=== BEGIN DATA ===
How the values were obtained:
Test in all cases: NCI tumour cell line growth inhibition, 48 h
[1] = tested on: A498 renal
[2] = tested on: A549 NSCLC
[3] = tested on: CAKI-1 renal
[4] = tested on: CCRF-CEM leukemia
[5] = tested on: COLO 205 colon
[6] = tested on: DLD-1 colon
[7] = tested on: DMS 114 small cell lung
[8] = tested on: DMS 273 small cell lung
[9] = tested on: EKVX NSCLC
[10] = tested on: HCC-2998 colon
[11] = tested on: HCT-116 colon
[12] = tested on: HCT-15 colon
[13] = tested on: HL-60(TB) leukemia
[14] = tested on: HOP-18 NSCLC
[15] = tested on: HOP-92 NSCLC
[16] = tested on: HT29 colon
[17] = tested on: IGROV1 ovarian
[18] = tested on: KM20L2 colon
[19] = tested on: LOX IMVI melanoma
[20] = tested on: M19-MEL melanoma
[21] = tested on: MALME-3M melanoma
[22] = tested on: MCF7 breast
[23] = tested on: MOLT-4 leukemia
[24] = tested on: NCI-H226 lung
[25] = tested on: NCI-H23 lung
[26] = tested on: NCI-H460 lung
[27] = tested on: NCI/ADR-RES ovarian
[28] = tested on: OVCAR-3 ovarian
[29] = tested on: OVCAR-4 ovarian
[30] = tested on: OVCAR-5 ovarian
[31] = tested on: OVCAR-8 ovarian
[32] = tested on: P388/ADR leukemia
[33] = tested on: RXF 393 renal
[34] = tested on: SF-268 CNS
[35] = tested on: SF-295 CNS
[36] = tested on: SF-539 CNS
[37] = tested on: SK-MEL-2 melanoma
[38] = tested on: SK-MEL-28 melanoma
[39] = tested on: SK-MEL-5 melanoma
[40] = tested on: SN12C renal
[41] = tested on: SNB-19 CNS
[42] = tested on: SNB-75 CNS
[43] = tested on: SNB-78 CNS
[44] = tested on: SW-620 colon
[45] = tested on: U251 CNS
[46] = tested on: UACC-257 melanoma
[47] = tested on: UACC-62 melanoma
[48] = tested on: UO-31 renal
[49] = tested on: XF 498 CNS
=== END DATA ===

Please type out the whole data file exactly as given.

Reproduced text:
How the values were obtained:
Test in all cases: NCI tumour cell line growth inhibition, 48 h
[1] = tested on: A498 renal
[2] = tested on: A549 NSCLC
[3] = tested on: CAKI-1 renal
[4] = tested on: CCRF-CEM leukemia
[5] = tested on: COLO 205 colon
[6] = tested on: DLD-1 colon
[7] = tested on: DMS 114 small cell lung
[8] = tested on: DMS 273 small cell lung
[9] = tested on: EKVX NSCLC
[10] = tested on: HCC-2998 colon
[11] = tested on: HCT-116 colon
[12] = tested on: HCT-15 colon
[13] = tested on: HL-60(TB) leukemia
[14] = tested on: HOP-18 NSCLC
[15] = tested on: HOP-92 NSCLC
[16] = tested on: HT29 colon
[17] = tested on: IGROV1 ovarian
[18] = tested on: KM20L2 colon
[19] = tested on: LOX IMVI melanoma
[20] = tested on: M19-MEL melanoma
[21] = tested on: MALME-3M melanoma
[22] = tested on: MCF7 breast
[23] = tested on: MOLT-4 leukemia
[24] = tested on: NCI-H226 lung
[25] = tested on: NCI-H23 lung
[26] = tested on: NCI-H460 lung
[27] = tested on: NCI/ADR-RES ovarian
[28] = tested on: OVCAR-3 ovarian
[29] = tested on: OVCAR-4 ovarian
[30] = tested on: OVCAR-5 ovarian
[31] = tested on: OVCAR-8 ovarian
[32] = tested on: P388/ADR leukemia
[33] = tested on: RXF 393 renal
[34] = tested on: SF-268 CNS
[35] = tested on: SF-295 CNS
[36] = tested on: SF-539 CNS
[37] = tested on: SK-MEL-2 melanoma
[38] = tested on: SK-MEL-28 melanoma
[39] = tested on: SK-MEL-5 melanoma
[40] = tested on: SN12C renal
[41] = tested on: SNB-19 CNS
[42] = tested on: SNB-75 CNS
[43] = tested on: SNB-78 CNS
[44] = tested on: SW-620 colon
[45] = tested on: U251 CNS
[46] = tested on: UACC-257 melanoma
[47] = tested on: UACC-62 melanoma
[48] = tested on: UO-31 renal
[49] = tested on: XF 498 CNS